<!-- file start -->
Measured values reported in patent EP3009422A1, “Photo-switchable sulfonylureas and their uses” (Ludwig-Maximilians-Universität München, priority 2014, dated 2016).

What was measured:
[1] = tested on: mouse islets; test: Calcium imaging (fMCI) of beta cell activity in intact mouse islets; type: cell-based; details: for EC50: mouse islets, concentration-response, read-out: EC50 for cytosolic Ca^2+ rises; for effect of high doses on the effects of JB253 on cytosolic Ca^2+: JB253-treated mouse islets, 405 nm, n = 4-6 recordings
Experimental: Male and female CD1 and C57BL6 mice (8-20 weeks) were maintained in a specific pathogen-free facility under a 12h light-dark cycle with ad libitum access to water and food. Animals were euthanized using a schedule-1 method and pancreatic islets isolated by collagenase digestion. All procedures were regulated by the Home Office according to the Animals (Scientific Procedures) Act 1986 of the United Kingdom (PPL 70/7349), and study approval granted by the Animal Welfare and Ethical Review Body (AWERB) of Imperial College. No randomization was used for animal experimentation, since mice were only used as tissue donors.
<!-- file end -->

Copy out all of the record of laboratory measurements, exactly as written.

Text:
Measured values reported in patent EP3009422A1, “Photo-switchable sulfonylureas and their uses” (Ludwig-Maximilians-Universität München, priority 2014, dated 2016).

What was measured:
[1] = tested on: mouse islets; test: Calcium imaging (fMCI) of beta cell activity in intact mouse islets; type: cell-based; details: for EC50: mouse islets, concentration-response, read-out: EC50 for cytosolic Ca^2+ rises; for effect of high doses on the effects of JB253 on cytosolic Ca^2+: JB253-treated mouse islets, 405 nm, n = 4-6 recordings
Experimental: Male and female CD1 and C57BL6 mice (8-20 weeks) were maintained in a specific pathogen-free facility under a 12h light-dark cycle with ad libitum access to water and food. Animals were euthanized using a schedule-1 method and pancreatic islets isolated by collagenase digestion. All procedures were regulated by the Home Office according to the Animals (Scientific Procedures) Act 1986 of the United Kingdom (PPL 70/7349), and study approval granted by the Animal Welfare and Ethical Review Body (AWERB) of Imperial College. No randomization was used for animal experimentation, since mice were only used as tissue donors.